Donnie's HMS Blandford Cross Section Build: 1/32 Scale [COMPLETED BUILD]

Joined
Mar 4, 2020
Messages
285
Points
168

maybe i'm wrong but if you coat the line with beeswax the glue wont stick to it , maybe coat the jig with beeswax and then the glue will hold the line,
 

Donnie

Administrator
Staff member
Administrator
Joined
Aug 21, 2011
Messages
3,755
Points
588

Location
Madison, MS
Thank you all.
I COMPLETELY ruined my Dead Eyes on the Cannon side -- as I went back to revisit those to dress them up. On the three holes, I wanted to make a tapered trough that the lines go through instead of having a blunt drilled out hole. I used a Dremel tool with a very shallow taper and it seems I got carried away with it. I did not take pictures as it is ugly as H&&&
It might be the wood that I was working with also did not do well. I am not sure what to do as to just leave well enough alone or not. The black India ink seems to exaggerate the effect worse than what it is. I really do not feel like redoing these. Now, the other side of Dead Eyes that I did, seems to be done a little better and I could swap those out. I am not sure. I should have left well enough alone, but that was my decision to dress them up some. It is what it is. They do not look too bad with the naked eye, but the camera shows all the defects thereof.
 

Donnie

Administrator
Staff member
Administrator
Joined
Aug 21, 2011
Messages
3,755
Points
588

Location
Madison, MS
well, I have to remind myself that this is my first scratch build and the reason for it was for a learning experience. Sometimes that 'pride' thing gets in the way. But it is all good. I can always take the good ones and swap them out and put the not-so-good ones on the non-cannon side or just redo them if time permits.
I just got a little too heavy handed with the Dremel tool as the thing is really way too fast in RPM. I really need to buy a VARIAC to slow it down alot. Even on #1 setting, it is way too fast.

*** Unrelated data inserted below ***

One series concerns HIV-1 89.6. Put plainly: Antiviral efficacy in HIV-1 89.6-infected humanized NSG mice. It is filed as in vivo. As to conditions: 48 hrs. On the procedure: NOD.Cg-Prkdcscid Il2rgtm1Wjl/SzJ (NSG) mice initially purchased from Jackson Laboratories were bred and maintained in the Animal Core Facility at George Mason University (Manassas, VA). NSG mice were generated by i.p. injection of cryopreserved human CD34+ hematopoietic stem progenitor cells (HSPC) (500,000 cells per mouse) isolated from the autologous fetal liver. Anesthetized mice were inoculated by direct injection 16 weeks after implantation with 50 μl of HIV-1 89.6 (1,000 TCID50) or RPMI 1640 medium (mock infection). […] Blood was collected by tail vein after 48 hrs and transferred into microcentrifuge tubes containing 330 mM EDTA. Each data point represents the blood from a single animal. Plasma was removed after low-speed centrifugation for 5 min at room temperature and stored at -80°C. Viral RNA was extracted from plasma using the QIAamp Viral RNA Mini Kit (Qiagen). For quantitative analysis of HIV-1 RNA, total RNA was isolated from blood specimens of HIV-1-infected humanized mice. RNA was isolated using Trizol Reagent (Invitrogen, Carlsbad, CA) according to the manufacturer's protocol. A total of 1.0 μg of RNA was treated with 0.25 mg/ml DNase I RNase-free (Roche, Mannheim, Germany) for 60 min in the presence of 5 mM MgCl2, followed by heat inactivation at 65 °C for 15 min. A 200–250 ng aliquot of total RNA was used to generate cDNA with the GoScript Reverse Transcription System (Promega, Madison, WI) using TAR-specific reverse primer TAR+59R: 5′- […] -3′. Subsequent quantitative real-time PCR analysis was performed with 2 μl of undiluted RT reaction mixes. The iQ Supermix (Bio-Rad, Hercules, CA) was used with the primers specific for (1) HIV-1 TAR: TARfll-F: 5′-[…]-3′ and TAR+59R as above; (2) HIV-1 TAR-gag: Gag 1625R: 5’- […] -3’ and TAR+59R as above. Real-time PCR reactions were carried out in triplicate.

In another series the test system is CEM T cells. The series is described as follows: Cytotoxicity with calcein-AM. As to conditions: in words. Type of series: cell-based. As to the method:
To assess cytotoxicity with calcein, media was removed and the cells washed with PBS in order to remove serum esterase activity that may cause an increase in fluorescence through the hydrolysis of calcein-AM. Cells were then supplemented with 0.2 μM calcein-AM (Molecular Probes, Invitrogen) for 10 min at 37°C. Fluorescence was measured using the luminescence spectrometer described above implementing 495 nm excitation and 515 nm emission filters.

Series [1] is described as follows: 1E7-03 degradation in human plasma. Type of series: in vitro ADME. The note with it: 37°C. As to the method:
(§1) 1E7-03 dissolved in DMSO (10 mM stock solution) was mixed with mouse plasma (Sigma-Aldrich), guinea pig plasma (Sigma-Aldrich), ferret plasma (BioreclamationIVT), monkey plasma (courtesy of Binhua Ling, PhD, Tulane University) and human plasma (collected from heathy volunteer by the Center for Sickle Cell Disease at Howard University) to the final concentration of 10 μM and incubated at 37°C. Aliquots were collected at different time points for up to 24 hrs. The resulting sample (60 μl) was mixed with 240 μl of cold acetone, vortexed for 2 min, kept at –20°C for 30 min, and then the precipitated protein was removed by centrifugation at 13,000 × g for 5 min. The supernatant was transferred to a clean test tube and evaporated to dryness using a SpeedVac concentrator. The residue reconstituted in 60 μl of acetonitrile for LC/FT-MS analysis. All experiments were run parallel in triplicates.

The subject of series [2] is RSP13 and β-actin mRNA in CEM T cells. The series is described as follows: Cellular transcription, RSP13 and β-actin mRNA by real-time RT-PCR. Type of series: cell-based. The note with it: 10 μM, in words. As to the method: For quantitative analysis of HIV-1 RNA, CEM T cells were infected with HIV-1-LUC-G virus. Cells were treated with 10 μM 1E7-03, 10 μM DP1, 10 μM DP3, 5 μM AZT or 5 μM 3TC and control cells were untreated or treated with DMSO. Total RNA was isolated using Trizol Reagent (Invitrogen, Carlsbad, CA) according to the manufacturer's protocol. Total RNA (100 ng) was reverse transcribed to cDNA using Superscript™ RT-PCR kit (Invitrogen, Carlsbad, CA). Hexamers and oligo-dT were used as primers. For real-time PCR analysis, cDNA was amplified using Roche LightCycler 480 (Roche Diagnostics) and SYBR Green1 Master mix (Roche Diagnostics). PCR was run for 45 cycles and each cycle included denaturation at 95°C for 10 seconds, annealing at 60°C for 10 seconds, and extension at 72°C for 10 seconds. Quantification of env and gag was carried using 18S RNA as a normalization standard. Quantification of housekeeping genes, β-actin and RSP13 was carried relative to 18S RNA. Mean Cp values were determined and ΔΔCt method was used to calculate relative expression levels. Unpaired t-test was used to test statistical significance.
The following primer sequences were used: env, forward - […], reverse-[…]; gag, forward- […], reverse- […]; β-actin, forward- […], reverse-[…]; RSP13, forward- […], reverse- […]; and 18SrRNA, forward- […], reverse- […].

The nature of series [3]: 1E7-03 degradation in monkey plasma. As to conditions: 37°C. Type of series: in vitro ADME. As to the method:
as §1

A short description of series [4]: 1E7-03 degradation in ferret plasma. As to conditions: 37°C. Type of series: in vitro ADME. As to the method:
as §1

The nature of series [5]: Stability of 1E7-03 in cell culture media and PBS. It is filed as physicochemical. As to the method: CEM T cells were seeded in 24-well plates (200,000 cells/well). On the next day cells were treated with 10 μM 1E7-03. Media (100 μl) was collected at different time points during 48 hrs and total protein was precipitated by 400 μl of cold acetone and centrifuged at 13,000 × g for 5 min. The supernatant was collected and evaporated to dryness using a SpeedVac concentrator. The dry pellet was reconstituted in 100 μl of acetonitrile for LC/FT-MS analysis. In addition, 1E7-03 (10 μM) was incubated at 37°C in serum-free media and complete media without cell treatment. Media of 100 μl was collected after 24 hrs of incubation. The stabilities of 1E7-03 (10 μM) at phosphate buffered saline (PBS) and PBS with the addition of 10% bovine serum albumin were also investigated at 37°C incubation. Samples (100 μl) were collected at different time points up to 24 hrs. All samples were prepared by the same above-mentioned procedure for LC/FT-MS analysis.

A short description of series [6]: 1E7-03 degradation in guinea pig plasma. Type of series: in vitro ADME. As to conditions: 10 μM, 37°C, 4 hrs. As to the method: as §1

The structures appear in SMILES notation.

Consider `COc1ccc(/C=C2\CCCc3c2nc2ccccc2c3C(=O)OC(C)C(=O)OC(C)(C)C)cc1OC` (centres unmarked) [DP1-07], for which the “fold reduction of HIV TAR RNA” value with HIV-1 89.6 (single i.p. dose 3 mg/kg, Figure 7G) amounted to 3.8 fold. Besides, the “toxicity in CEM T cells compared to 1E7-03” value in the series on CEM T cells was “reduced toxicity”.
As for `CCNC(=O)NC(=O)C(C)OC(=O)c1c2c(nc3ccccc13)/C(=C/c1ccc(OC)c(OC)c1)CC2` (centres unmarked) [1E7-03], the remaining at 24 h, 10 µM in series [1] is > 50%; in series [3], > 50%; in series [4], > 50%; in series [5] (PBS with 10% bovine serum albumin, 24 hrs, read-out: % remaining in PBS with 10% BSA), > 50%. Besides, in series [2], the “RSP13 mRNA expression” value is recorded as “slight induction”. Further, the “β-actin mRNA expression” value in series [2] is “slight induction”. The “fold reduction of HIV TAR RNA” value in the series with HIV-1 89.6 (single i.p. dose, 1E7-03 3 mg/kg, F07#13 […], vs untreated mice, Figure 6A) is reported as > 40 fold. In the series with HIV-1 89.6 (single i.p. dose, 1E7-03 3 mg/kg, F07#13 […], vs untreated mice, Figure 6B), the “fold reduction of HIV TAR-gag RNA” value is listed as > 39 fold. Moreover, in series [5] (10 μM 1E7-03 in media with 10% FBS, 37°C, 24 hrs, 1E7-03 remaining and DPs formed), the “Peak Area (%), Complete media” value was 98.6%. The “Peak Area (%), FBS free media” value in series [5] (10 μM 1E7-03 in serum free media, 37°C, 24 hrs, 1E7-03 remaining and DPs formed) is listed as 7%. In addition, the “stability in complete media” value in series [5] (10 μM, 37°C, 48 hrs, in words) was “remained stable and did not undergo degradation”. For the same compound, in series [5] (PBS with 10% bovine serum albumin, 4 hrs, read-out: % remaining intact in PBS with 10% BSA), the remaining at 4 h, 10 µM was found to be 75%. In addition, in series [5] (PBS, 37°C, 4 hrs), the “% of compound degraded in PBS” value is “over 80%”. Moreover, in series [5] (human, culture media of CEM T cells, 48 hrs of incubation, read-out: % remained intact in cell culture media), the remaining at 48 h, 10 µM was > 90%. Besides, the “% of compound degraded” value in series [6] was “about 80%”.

Donnie

Administrator
Staff member
Administrator
Joined
Aug 21, 2011
Messages
3,755
Points
588

Location
Madison, MS
Ok, so I went ahead and redid my Dead Eyes and I looked at the Video that Uwe Post and tried to make one like the video. I think I am going to stick with this and I might just stain it a natural color instead of black - not sure. Also using a different approach to mounting the eyes to the strops ( I assume that is what you call them).

deadeyes01.jpg

deadeyes02.jpg

deadeyes03.jpg

deadeyes04.jpg

deadeyes05.jpg
 

Donnie

Administrator
Staff member
Administrator
Joined
Aug 21, 2011
Messages
3,755
Points
588

Location
Madison, MS
temporarily installed one Dead Eye in the channel to see how it is going to look. I probably need to put a natural stain on the Dead Eye so the eyelets and rope troughs will stand out better.

deadeyes06.jpg
 
Last edited:
Joined
Jan 24, 2015
Messages
2,241
Points
538

Location
Pewaukee, Wisconsin
Looks good, Donnie. Dead eyes are nearly universal in model ship kits, and are usually some of the crudest parts in the box!

After-market deadeyes are rarely better and cumbersome to assemble if they are. Scratch building is the best current option. Yours look great.

There are some of us working on simpler ways of mass producing quality deadeyes for ship models!
 

Donnie

Administrator
Staff member
Administrator
Joined
Aug 21, 2011
Messages
3,755
Points
588

Location
Madison, MS
Thank you.
From watching the Video and pausing it a few times in the process, it seems that his holes or openings are NOT at 120° spacing. But rather it seems that two of the holes are spaced at near the center line of the Dead Eye. Then the other is offset at 90° as this CAD drawing I did represents what I tried to accomplish.